Syria’s Afrin now a half Arab town - Asia times
One year on after being seized by Turkish forces, northwestern Syrian town of Afrin, whose population was almost entirely Kurdish, is now roughly half Arab and has become a safe haven for tens of thousands of defeated rebels and their families, replacing about half the local population, the Asia Times reported on Thursday.
Turkey’s Operation Olive Branch last year, backed by Free Syrian Army (FSA) fighters, aimed to clear Afrin from People’s Protection Units (YPG), a group the Turkish government sees as an extension of the Kurdistan Workers’ Party (PKK) that has been fighting inside Turkey since 1984.
A United Nations report published this month said that arbitrary arrests and looting had become widespread in Afrin and that the lack of effective complaint mechanisms and the presence of dozens of armed actors power-sharing at the sub-district level hard created confusion among civilians.
Many of Afrin’s former residents now live in the Shahba camp near Aleppo, while those stayed say they must contend with unrelenting threats of abduction and extortion, and are prohibited from selling their olive crop in Syria, according to the Asia Times.
“I now wear the hijab (veil), but I do it without conviction. Every day I go out of the house, I feel like I have a noose around my neck,” the Asia Times quoted one resident as saying. She gave only the pseudonym Lorain out of fear of reprisal, the Asia Times said.
Lorain, who is unemployed and hopes to find asylum abroad before her child hits school-age, said the original residents were now vastly outnumbered in the classroom by children of the “settlers”.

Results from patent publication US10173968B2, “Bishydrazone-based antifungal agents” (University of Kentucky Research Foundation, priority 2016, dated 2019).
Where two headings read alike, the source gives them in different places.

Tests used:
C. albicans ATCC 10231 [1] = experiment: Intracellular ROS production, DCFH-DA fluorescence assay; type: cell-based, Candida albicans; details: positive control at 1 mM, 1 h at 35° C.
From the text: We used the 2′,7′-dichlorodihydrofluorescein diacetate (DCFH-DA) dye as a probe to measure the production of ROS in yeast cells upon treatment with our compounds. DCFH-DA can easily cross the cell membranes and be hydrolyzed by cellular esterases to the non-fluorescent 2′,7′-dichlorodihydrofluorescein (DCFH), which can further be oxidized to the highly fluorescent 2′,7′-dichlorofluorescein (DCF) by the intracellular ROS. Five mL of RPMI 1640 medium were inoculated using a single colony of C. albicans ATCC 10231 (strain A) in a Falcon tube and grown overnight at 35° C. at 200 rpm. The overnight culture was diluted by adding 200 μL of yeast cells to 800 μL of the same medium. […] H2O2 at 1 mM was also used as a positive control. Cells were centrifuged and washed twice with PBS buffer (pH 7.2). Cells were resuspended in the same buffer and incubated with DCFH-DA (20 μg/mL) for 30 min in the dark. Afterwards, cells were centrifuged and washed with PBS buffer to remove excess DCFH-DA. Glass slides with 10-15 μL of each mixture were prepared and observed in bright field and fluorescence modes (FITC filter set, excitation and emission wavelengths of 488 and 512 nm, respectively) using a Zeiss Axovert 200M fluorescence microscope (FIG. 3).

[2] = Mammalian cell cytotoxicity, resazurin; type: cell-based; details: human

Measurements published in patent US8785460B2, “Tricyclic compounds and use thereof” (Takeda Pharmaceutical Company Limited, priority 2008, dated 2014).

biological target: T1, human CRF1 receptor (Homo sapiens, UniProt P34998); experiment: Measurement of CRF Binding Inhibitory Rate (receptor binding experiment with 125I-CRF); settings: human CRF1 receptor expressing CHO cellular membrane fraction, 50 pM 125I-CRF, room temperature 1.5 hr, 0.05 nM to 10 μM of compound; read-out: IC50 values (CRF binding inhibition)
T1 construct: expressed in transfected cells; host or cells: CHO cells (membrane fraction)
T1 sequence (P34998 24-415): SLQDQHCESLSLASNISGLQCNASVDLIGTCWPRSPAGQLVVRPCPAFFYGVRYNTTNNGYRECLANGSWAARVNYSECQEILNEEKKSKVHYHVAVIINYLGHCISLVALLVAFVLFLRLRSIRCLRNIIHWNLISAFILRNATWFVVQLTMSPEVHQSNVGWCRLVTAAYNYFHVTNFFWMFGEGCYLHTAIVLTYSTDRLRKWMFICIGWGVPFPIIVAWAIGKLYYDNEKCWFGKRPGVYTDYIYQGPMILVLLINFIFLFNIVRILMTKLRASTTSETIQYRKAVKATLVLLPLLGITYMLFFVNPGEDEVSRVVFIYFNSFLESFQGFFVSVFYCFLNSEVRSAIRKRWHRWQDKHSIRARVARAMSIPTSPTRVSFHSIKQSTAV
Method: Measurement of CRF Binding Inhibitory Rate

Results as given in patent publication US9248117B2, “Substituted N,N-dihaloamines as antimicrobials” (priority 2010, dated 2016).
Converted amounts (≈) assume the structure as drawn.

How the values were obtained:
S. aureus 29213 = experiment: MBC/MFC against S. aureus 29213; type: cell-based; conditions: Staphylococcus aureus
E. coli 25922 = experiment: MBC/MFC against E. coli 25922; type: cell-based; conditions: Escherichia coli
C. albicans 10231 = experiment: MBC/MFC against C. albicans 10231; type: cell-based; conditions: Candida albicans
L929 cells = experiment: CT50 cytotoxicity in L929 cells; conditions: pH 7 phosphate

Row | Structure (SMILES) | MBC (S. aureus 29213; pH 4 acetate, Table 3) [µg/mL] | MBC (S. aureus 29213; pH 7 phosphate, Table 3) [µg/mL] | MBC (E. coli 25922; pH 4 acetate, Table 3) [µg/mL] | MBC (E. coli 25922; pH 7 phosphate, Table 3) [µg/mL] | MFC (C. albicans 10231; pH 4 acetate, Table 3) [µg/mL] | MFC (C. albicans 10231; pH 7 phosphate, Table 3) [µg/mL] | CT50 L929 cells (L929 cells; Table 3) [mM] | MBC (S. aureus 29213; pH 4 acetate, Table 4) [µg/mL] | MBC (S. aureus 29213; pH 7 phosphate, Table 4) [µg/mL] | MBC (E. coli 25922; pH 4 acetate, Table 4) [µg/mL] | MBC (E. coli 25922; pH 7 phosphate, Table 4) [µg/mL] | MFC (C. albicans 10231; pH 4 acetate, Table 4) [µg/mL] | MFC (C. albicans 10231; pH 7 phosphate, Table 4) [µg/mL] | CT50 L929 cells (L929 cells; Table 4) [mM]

“Even in the schools there are many problems between the girls of the local residents and the settlers. For example, they say: ‘You Kurds are infidels. You wear jeans, you don’t veil. You don’t fear God.’ Recently there was even a case of a teacher beating one of the girls,” she said.
According to Afrin residents, the Turkish authorities reassured civilians that they would be free to return after the operation, but they are now still told to wait.
“The Turkish army forbade anyone to come until after a month and a half. Their explanation was that there were mines in the houses,” the Asia Time quoted Amina Mesto, an Aleppo University professor turned journalist, who now lives in exile.
Some residents eventually returned to find Afrin and its surrounding villages finding their hometown repopulated by Arab newcomers from across the country, as well as ethnic Turkmen, while other still barred from re-entering.
“If they want to go back, they get stopped by the Free Syrian Army at checkpoints. I have a cousin who’s tried five times and every time he gets turned back,” told Ferhad Jaffar, an Afrin native now living in exile in the Netherlands.
Some Afrin residents have petitioned Turkish authorities to restore their properties and prevent looting and kidnappings, whose ransom demands have run from the low thousands to as high as $40,000, the Asia Times said. But such petitions hardly give any results, as in the case of Adnan Mualla, a local doctor, whose house was burnt down by the new settler that occupied it, after the local authorities ordered him to leave.